Generally, there are two parts that can break or be damaged – the wheel and the barrel.
If the wheel is damaged or worn, you can replace the head. When considering that, look at the cost of the head and consider whether the small cost difference indicates you should buy a new cutter instead.
The most common damage is a flat spot on the wheel. You can check for this, immediately after dropping the cutter, by lightly moving the cutter across a smooth piece of glass. If you hear a regular ticking sound, the wheel is probably “flat spotted” and will need to be replaced.
A worn wheel is more difficult to detect and is also much less likely to occur. I have been using some of my cutters for 15 years without any sign of being worn.
Sometimes the plastic barrel cracks or breaks. This will mean that the oil in the cutter will leak out. So you can consider continuing to use the cutter without oil, or by dipping the head in an oil soaked bit of cotton wool or similar material before each cut.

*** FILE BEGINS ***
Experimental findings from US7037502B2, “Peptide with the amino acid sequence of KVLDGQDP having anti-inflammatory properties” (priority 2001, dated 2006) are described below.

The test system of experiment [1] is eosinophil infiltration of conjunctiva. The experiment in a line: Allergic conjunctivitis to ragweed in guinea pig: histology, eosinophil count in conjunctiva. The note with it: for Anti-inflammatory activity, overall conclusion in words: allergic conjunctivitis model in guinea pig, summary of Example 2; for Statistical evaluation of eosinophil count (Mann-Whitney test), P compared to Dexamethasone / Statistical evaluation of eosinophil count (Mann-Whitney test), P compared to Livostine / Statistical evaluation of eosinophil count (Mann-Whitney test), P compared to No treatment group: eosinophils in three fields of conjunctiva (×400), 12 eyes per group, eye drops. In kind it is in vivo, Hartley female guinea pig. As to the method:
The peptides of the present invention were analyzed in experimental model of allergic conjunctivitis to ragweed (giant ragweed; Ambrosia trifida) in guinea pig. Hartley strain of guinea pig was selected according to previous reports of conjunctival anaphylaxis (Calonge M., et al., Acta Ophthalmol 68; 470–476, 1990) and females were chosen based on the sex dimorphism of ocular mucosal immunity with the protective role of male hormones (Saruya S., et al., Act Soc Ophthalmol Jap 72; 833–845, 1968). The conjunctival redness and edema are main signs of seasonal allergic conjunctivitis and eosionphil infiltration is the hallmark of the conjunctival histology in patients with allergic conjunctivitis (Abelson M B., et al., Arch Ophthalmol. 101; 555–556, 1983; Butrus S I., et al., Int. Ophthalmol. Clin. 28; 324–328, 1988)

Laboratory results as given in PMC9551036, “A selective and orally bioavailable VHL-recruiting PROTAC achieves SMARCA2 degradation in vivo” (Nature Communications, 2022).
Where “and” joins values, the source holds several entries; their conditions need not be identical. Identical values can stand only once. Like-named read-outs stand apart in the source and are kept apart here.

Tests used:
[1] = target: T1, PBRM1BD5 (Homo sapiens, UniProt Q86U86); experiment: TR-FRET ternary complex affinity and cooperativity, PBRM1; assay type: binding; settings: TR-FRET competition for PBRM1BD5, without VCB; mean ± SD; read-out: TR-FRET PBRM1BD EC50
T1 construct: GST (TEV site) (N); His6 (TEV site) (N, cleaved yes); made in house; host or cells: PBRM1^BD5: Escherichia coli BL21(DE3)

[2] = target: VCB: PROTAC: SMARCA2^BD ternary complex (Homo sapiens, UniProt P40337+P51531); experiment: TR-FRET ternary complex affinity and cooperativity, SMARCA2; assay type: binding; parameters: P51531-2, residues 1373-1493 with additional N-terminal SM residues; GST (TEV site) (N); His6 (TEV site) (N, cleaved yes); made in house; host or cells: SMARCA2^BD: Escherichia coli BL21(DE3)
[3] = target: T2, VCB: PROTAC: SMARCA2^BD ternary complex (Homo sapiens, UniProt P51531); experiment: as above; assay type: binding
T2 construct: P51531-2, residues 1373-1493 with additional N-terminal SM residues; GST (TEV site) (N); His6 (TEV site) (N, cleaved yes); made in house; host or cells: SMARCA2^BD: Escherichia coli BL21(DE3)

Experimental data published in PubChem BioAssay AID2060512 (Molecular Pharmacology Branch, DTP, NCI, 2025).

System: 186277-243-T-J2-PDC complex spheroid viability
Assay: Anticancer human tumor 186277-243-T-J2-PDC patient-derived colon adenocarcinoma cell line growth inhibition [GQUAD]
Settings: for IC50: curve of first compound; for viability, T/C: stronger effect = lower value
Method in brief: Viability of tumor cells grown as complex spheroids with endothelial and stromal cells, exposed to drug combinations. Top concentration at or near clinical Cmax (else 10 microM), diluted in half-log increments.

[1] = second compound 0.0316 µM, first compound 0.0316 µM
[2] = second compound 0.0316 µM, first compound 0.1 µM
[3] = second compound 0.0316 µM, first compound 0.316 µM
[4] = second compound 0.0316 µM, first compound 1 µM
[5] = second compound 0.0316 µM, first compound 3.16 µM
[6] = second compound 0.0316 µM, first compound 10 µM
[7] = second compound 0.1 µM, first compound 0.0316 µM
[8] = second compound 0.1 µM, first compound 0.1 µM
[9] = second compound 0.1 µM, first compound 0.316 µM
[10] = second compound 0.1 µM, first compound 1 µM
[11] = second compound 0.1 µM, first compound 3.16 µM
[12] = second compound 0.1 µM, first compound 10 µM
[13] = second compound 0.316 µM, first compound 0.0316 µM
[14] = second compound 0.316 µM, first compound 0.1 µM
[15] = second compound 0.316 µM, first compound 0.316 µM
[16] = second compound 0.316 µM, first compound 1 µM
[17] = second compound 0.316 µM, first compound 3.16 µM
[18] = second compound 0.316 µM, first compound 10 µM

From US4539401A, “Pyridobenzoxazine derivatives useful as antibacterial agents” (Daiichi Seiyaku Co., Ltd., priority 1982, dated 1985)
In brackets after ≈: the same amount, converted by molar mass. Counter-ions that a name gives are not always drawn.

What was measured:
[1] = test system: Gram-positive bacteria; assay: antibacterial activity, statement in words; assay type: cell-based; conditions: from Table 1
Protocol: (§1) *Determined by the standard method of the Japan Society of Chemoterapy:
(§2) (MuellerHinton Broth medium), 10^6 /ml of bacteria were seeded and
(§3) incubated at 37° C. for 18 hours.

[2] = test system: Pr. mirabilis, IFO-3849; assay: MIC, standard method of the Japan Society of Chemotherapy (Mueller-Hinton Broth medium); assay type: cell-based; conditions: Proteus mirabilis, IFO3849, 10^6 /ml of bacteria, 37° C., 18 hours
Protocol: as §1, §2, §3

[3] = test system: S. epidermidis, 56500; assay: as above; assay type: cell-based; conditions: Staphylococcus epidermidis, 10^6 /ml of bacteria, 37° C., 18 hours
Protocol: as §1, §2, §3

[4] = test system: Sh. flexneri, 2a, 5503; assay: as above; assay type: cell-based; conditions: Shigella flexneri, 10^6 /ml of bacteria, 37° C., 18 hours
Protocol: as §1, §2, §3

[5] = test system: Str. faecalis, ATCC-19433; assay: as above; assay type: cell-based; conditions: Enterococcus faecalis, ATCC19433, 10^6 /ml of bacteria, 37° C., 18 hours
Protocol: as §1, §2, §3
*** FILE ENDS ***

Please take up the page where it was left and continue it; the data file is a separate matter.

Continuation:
If the break is at the threaded end and you want to continue to use the ball at the end for tapping purposes, you can glue the barrel back together with an epoxy resin. Make sure the pieces are free from oil. Then glue and allow to cure. After curing, sand down any excess resin to make the cutter comfortable to handle.
Then for additional strength you can wrap with dental floss or extremely fine wire. Start below the glued area and go to the end of the break and back again. You could coat this wrapping with epoxy again both to secure the wrapping and to further increase the strength.
Another solution is to cut the cracked end off and re-thread the remainder. It makes the cutter a little shorter, but will continue to hold oil and give good service.
Or, you could buy another cutter.